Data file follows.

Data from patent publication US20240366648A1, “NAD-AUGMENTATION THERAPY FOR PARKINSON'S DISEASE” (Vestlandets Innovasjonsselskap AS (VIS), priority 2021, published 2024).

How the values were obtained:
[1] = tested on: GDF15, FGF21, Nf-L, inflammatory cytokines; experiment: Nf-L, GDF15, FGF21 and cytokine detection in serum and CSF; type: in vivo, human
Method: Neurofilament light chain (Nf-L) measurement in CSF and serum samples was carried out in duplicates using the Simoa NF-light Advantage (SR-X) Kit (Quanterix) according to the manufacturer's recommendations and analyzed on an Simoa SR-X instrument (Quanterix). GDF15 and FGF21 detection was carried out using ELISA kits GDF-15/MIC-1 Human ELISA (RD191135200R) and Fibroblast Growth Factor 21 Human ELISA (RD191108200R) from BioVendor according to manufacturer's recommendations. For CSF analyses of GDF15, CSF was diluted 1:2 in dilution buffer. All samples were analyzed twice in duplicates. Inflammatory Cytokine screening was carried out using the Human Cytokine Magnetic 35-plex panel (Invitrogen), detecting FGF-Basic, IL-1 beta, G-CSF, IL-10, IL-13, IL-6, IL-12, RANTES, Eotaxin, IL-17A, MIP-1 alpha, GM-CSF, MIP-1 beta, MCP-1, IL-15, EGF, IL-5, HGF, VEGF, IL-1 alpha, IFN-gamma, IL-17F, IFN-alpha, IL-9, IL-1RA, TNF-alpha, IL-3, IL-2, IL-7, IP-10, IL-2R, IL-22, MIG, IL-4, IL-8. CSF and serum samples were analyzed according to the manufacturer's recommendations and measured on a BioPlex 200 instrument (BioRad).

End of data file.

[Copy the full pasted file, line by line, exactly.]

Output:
Data from patent publication US20240366648A1, “NAD-AUGMENTATION THERAPY FOR PARKINSON'S DISEASE” (Vestlandets Innovasjonsselskap AS (VIS), priority 2021, published 2024).

How the values were obtained:
[1] = tested on: GDF15, FGF21, Nf-L, inflammatory cytokines; experiment: Nf-L, GDF15, FGF21 and cytokine detection in serum and CSF; type: in vivo, human
Method: Neurofilament light chain (Nf-L) measurement in CSF and serum samples was carried out in duplicates using the Simoa NF-light Advantage (SR-X) Kit (Quanterix) according to the manufacturer's recommendations and analyzed on an Simoa SR-X instrument (Quanterix). GDF15 and FGF21 detection was carried out using ELISA kits GDF-15/MIC-1 Human ELISA (RD191135200R) and Fibroblast Growth Factor 21 Human ELISA (RD191108200R) from BioVendor according to manufacturer's recommendations. For CSF analyses of GDF15, CSF was diluted 1:2 in dilution buffer. All samples were analyzed twice in duplicates. Inflammatory Cytokine screening was carried out using the Human Cytokine Magnetic 35-plex panel (Invitrogen), detecting FGF-Basic, IL-1 beta, G-CSF, IL-10, IL-13, IL-6, IL-12, RANTES, Eotaxin, IL-17A, MIP-1 alpha, GM-CSF, MIP-1 beta, MCP-1, IL-15, EGF, IL-5, HGF, VEGF, IL-1 alpha, IFN-gamma, IL-17F, IFN-alpha, IL-9, IL-1RA, TNF-alpha, IL-3, IL-2, IL-7, IP-10, IL-2R, IL-22, MIG, IL-4, IL-8. CSF and serum samples were analyzed according to the manufacturer's recommendations and measured on a BioPlex 200 instrument (BioRad).